By Ivor Jones
How would you like to give this as your address or as the name of your suburb? Would you believe that this was actually the description of a locality situated in the Hills district back in 1804. No Where Else
It was used in a report given to Capt. Abbott relating to the rebellion at Castle Hill in March of that year.
A somewhat similar description was used by the “Sydney Gazette” of 25 March 1815 when local resident, Hugh Kelly, after whom Kellyville was named, showing his address as “There or No Where”. He also had described his address as “There and Nowhere” just a week later in the same paper. The area that had been known as ‘There and Nowhere’ was later followed by ‘Irish Town’ for the clan of Kellys that lived in the area.
Another early settler, Thomas Harley, who received a grant of land in the district in early 1800s, described his land as being at “there and no where else”.
Another early settler in the Hills district, John Hillas is reported to have had an illegal inn operating on his farm. The inn was purportedly known as the “Nowhere Here”. John Hillas was the owner of “Stanhope Farm”, which was situated at the junction of Windsor Road and Old Windsor Road upon which there was also an inn operating as the “Stanhope Arms” which later became the site of the “White Hart Inn”. That inn was demolished to make way for the Northwest Metro Light Rail.
The name of Kellyville as a location came about in 1884 when a number of land grants were consolidated and then subdivided and sold as the “Kellyville Estate”. A large portion of the area was made up of properties formerly owned by Hugh Kelly.
Mr Kelly was a wealthy businessman who operated an inn in the area known as “The Bird In The Hand” which was located on the corner of Wrights and Windsor Roads. He also operated a coach service and had the local mail contract. This Inn has no connection with the historic Inn of the same name located in nearby Bathurst Street, Pitt Town.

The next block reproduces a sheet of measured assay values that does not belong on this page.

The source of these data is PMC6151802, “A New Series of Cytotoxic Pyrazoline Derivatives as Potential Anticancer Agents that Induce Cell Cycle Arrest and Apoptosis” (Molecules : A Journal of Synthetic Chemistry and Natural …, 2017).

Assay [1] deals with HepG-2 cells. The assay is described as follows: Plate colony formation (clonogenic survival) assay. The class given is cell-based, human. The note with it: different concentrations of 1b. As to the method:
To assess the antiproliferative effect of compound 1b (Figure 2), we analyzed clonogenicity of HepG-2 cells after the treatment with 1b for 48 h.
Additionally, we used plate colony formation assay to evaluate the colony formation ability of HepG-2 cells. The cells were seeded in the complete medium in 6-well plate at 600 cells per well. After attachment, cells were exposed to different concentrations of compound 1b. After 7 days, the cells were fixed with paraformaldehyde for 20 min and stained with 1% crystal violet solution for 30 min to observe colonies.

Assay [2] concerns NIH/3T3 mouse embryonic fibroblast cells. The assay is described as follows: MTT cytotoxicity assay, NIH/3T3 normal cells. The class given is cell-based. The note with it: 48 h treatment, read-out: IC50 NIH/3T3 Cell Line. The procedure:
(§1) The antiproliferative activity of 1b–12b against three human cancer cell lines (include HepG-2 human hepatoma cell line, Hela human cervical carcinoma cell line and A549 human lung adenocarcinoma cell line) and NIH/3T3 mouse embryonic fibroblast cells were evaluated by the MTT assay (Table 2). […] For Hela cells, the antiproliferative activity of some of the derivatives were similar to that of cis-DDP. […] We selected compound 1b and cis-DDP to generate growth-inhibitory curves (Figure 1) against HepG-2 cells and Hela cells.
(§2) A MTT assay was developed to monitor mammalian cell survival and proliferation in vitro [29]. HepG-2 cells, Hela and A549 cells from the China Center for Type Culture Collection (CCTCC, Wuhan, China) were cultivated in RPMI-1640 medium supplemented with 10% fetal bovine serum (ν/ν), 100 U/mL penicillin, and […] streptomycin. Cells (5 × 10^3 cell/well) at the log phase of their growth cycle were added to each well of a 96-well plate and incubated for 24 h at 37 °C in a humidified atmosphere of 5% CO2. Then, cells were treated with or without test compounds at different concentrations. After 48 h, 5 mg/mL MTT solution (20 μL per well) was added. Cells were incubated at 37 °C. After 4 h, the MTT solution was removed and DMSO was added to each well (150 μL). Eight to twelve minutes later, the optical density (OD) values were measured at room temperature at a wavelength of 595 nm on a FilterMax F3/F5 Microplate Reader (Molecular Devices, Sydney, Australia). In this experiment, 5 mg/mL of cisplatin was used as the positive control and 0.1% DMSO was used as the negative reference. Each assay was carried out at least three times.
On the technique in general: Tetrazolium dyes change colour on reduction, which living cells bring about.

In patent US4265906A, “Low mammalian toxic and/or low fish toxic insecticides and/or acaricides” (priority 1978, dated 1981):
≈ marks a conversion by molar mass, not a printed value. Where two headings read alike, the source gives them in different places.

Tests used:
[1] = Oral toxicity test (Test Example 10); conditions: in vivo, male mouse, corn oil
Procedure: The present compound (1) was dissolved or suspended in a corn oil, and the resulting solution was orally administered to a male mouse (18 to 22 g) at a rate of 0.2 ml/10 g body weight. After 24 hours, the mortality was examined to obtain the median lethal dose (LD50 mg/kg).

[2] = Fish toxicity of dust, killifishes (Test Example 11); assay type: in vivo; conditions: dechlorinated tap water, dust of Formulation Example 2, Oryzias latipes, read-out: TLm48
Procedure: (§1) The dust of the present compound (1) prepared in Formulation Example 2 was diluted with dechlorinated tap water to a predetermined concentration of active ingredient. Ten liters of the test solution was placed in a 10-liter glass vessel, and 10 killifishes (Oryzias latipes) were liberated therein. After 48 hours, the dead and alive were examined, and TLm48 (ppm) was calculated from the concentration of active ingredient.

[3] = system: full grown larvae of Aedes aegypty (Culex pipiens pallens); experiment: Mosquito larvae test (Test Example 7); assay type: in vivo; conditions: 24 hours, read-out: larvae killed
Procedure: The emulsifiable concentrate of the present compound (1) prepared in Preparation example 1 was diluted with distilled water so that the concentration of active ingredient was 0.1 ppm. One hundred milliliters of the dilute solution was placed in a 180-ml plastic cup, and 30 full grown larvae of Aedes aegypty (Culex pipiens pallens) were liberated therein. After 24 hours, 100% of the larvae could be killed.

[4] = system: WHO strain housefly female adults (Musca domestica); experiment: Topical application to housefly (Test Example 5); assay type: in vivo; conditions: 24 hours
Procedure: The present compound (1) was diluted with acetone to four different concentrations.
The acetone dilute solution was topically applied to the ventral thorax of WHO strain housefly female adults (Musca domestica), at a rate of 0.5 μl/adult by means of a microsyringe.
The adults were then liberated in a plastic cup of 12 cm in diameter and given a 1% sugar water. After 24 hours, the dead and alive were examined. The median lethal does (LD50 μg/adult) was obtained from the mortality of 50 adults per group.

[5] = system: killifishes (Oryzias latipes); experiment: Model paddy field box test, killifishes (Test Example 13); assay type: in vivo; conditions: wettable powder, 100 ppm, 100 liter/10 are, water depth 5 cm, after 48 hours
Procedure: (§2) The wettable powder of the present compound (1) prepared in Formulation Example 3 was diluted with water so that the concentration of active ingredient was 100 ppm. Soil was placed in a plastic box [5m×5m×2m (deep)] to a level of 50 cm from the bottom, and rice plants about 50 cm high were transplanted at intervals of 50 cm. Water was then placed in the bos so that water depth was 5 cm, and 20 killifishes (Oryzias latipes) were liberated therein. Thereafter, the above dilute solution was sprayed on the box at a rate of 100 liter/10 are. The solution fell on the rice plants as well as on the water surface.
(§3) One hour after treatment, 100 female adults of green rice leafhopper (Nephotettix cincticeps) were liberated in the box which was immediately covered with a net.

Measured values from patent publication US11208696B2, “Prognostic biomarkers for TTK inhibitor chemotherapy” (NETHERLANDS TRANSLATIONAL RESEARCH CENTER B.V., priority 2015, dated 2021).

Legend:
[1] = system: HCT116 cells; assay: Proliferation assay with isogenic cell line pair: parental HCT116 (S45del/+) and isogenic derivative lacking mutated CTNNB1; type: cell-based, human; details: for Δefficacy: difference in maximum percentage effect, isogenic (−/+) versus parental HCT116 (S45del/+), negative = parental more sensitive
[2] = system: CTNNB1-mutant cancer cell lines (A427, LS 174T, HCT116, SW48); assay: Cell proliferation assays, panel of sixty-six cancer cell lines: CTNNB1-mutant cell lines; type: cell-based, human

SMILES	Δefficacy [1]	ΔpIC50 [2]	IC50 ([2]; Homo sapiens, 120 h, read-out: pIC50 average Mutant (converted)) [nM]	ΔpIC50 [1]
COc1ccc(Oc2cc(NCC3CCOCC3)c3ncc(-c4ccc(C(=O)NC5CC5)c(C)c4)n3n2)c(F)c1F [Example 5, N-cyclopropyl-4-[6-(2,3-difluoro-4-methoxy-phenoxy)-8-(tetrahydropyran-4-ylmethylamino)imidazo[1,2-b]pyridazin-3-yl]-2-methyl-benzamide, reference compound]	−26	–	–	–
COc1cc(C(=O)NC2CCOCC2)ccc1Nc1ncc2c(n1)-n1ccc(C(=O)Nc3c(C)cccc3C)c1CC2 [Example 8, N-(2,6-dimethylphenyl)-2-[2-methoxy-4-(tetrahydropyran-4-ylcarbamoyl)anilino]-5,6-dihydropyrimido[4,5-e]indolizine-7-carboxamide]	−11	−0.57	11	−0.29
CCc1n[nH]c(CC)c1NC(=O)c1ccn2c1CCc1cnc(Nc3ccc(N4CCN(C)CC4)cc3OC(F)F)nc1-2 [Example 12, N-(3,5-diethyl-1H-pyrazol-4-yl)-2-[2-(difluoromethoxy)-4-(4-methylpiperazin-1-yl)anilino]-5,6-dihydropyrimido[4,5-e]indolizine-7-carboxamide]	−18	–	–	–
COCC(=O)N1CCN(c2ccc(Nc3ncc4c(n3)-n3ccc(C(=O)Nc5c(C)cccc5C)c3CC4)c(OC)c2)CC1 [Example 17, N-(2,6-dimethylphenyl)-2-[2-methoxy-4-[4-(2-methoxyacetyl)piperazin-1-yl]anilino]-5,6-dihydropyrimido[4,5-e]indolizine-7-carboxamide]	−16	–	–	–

Part of Hugh Kelly’s holdings were acquired by marriage. At one stage he had been employed by Humphrey Evans who held 135 acres adjoining Hugh’s 60 acres. After the death of Mr Evans, Hugh Kelly married his widow, Mary, and gained control of the Evans’ property.
Originally a convict, Hugh Kelly gained his freedom in 1810. Hugh and Mary Kelly are both buried at St. John’s Cemetery, Parramatta. Hugh and Mary Kelly constructed, and lived, in a wooden house in Roseberry Road, Kellyville. Kelly died in 1884 a respected local.
Many of the early settlers of what was once known as “There and Nowhere” are remembered in street names of what is now Kellyville including the names of Acres, Tibbett and Hillas.
Kellyville Post Office opened on 1 January 1889. The original post office building stands on the corner of Acres Road and Windsor Roads. Kellyville Public School is a historic building which was established in 1873.
So there you are – Kellyville or Irish Town was there and no where else so we are told. The Kellyville Estate covered an area that now encompasses Kellyville, Kellyville North, Kellyville Ridge and Beaumont Hills now home to thousands of whom now live there and no where else.